Skip to content

Territory bolsters Kwanlin Dun's leasing scheme

Last month, the Kwanlin Dun First Nation announced it would lease settlement land to people wanting to build houses.

Last month, the Kwanlin Dun First Nation announced it would lease settlement land to people wanting to build houses.

Those five or more infill lots expanded to 1,000-person subdivisions on Friday when Chief Rick O’Brien signed an agreement with Premier Darrell Pasloski.

And while the single-page agreement lacks much detail, it appears the Yukon’s being altruistic. It isn’t getting much from the deal beyond housing lots.

“We’re doing two things,” said Pasloski on Friday. “We’re addressing a need in Whitehorse. And what we’re also doing is recognizing that First Nations need to be equal partners in our economy. So assisting them, to get them into position to be able to implement this, is what we’re doing. Do we have to do anything from a legislative perspective? No. This is an agreement to co-operate and to help facilitate the opportunity for development probably in a more expeditious timeline.”

In terms of what the territory’s contributions will actually look like, the word “infrastructure” was used a lot - legislative infrastructure, like the land registry, and physical infrastructure, like water and energy grid hook-ups.

The partnership will resemble what the territory has with municipal governments, said O’Brien.

In those cases, the territory shoulders the major costs, like hooking up the water and energy, and then recoups the money when the lots are sold.

But in this case, the lots won’t be sold. They will be leased.

Kwanlin Dun benefits because it would no longer have to pay property taxes on raw lands; it would collect the annual lease payments, and would receive a major portion of the residents’ income tax from Revenue Canada, as stipulated in its final agreement. The Yukon would not share any of that tax revenue.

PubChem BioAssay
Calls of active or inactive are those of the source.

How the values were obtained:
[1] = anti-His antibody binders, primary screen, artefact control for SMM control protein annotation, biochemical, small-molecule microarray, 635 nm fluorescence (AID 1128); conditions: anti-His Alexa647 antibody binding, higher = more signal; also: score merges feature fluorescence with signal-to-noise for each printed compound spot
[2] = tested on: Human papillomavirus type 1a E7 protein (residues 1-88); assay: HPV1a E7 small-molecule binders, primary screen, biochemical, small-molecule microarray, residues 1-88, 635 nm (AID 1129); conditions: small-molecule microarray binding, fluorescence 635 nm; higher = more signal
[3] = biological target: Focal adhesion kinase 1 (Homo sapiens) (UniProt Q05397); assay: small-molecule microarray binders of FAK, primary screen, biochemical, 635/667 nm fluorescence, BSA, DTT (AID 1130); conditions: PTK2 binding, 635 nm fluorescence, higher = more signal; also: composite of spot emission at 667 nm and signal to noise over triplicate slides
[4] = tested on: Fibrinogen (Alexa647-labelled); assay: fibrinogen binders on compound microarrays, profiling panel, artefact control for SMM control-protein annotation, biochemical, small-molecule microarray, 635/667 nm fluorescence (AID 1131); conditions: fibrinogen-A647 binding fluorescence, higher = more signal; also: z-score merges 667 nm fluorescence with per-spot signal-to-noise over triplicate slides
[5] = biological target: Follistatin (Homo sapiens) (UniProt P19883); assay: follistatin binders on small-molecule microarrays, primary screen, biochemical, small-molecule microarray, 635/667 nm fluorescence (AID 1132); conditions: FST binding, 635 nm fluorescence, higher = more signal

“This is an economic opportunity for Kwanlin Dun,” said Pasloski. “Yukon is not looking to share the revenue on the tax side of this initiative.”

“Nothing we’re doing here is outside the box,” said O’Brien. “Nothing we’re doing here is contained outside the box of our agreement.

“Our lands were not selected to be green space. We selected our lands for economic opportunities.

“We want to maximize our benefits in the agreement; we want to cut the umbilical cord at some point in time down the road so we’re not reliant on government. We want to be fully sustainable, and that’s the whole idea of having self-government agreements.”

The pockets of Kwanlin Dun settlement land within Whitehorse range from single-house lots squished within existing subdivisions, like Porter Creek, to huge swaths of land that could hold major subdivision developments, like the land adjacent to McIntyre village or across the street from the Kopper King.

The goal is to have at least one major subdivision on the books and started within a year, said O’Brien.

However, the First Nation is still deciding what land it wants to preserve for its citizens to develop, said O’Brien.

But aside from zoning whether it’s residential or commercial, the First Nation will not dictate what gets built.

It will be up to the person, or organization that holds the lease, said O’Brien.

That could be anyone.

In fact, Pasloski confirmed the territory could lease and develop large parcels itself.

Pretty much anything is still on the table, said Pasloski.

Contact Roxanne Stasyszyn at